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Posted April 16, 2011
Tessa Dawson enters a Christian college known for being solidly Biblical in its teaching but soon discovers this isn't the same college her grandfather attended. Requred to take a class in "spiritual formation", she is introduced to the writings of Teresa of Avila, a 16th century nun who practiced "Christian mysticism". As Tessa is drawn deeper into the spiritual practices taught by her spiritual formation professor, she finds herself in a real spiritual battle between Biblical truth and new-age spirituality that threatens to draw her into a demonic world she didn't expect. She reaches out for help from her grandfather and a young man who recognizes the teaching for what it is.
Castles in the Sand is "fiction with a message" that tells a composite story of how contemplative spirituality is impacting Christian colleges and universities, churches, and seminaries worldwide. While the book features fictional characters, it is based on the real life and teachings of Teresa of Avila which are embraced today in the Christian contemplative spirituality movement.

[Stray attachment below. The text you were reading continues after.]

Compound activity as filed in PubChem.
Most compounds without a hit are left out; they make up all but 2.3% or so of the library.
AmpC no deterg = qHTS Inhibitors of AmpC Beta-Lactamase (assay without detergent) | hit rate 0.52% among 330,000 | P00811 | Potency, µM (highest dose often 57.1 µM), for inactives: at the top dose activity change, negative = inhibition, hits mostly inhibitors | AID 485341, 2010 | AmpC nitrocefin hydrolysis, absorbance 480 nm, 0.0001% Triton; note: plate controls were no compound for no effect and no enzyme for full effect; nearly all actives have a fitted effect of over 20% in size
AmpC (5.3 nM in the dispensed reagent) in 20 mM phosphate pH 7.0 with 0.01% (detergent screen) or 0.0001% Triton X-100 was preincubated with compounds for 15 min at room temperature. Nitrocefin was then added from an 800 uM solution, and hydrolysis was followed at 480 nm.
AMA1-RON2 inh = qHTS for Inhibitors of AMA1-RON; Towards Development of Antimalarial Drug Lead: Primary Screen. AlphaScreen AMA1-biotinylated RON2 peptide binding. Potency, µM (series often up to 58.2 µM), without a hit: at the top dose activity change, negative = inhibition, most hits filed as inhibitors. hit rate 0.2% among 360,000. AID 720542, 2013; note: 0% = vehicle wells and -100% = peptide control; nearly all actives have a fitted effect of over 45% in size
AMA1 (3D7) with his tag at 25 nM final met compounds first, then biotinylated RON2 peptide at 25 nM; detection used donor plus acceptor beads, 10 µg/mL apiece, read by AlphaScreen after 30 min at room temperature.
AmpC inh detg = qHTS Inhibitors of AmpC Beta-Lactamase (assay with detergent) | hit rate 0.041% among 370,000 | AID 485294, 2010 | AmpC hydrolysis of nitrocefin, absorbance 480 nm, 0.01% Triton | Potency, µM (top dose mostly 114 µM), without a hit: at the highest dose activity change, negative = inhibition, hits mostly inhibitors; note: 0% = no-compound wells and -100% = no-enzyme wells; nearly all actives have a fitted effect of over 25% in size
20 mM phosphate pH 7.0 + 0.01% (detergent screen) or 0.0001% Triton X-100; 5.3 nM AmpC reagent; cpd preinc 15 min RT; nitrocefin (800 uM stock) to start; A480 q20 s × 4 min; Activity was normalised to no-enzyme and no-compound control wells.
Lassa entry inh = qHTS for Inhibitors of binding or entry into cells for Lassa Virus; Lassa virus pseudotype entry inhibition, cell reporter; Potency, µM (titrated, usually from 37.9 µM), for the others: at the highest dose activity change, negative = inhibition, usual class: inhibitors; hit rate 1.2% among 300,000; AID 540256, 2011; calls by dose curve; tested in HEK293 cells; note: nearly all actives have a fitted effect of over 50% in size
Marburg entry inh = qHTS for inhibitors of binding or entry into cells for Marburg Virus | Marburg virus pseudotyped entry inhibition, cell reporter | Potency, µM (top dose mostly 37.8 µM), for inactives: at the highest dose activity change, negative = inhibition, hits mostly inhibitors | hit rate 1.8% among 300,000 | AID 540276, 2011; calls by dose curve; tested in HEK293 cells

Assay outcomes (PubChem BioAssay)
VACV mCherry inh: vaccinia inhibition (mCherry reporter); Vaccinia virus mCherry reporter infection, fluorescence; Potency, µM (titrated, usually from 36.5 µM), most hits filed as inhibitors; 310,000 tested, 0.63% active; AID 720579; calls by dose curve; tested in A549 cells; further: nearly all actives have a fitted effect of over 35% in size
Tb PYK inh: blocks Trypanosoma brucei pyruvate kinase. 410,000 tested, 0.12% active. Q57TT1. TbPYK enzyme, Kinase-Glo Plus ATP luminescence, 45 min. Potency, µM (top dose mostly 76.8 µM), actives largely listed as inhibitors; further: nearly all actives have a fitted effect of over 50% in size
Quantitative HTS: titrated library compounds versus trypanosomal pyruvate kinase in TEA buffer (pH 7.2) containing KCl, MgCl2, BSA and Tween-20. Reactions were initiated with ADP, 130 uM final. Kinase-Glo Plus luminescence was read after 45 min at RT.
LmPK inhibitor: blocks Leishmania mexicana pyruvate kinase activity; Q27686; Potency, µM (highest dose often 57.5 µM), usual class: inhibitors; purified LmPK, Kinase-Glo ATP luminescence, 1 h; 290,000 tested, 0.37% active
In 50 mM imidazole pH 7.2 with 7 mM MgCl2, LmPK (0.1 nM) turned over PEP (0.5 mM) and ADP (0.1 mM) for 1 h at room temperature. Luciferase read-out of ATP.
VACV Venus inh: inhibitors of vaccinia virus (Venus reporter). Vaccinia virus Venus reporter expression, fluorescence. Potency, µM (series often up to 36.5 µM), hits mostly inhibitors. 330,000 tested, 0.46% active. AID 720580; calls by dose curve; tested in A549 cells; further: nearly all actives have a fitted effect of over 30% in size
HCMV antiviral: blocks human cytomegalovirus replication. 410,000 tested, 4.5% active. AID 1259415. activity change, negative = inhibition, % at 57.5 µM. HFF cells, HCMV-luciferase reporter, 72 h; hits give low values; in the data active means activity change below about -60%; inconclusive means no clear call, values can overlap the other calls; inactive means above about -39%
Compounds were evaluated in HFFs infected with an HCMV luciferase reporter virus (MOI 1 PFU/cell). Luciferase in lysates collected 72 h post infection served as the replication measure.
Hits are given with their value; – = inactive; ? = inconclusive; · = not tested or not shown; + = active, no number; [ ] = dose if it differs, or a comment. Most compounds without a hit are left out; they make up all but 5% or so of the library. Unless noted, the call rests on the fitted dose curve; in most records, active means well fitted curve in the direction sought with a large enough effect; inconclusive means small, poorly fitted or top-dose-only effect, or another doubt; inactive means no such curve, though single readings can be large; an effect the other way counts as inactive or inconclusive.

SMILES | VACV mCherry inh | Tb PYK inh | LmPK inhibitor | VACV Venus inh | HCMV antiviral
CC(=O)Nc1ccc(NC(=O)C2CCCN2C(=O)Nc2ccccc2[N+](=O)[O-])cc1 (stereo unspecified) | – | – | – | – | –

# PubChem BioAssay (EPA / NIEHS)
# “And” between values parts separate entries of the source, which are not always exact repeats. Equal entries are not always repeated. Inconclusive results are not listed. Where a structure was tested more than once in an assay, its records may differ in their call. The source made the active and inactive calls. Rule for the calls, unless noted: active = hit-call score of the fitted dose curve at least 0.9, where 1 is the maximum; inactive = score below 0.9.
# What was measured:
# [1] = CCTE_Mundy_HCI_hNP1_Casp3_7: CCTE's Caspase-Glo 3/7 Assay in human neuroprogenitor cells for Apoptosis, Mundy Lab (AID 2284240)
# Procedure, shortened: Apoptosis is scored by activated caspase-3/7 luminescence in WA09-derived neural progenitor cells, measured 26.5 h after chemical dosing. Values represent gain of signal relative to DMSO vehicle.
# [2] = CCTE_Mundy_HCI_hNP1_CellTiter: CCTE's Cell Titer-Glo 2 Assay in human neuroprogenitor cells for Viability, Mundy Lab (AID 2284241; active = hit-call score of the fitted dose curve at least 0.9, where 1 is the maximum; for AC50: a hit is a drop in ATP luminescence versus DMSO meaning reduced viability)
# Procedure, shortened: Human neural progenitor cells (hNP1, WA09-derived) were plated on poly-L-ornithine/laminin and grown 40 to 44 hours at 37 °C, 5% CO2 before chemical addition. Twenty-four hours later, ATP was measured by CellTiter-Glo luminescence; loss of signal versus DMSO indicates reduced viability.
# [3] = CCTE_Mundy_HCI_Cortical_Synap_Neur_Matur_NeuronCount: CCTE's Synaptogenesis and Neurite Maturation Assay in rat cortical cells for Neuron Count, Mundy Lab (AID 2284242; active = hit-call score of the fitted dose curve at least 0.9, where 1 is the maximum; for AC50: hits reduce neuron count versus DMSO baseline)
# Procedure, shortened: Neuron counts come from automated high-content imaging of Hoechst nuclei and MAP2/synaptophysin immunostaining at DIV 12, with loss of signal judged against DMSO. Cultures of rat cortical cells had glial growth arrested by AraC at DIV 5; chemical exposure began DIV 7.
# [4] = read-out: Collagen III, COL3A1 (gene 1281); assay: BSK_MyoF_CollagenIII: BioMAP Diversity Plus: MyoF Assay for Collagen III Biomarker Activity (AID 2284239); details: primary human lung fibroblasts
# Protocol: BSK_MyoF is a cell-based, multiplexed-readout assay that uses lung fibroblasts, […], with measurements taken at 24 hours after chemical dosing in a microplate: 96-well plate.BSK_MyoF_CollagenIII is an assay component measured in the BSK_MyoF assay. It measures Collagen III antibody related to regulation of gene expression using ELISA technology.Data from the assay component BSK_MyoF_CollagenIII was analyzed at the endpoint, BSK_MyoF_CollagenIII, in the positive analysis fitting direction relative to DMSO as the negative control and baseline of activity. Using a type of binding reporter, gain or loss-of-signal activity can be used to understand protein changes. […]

The topic itself was of interest to me but this is also a well-written story with all the components of a good suspense novel that I read in one evening because I couldn't put it down. I felt it gave a realistic account of the dangers people may unwittingly open themselves to when they delve into the spiritual practices and teachings of lectio divinia, contemplative prayer, visualization, centering, sacred space, desert fathers, kundalini, labyrinths, spiritual formation, and "the silence."
I think anyone who enjoys Christian suspense fiction will like this book, as will anyone who has questions about what is at the foundation of contemplative spirituality. I also think it is a good book for parents and students to read just to be aware of the ways contemplative spirituality may be represented on college campuses.
I received a copy of this book for review from the publisher but the opinion of it is my own and was not solicited, nor was a positive review required.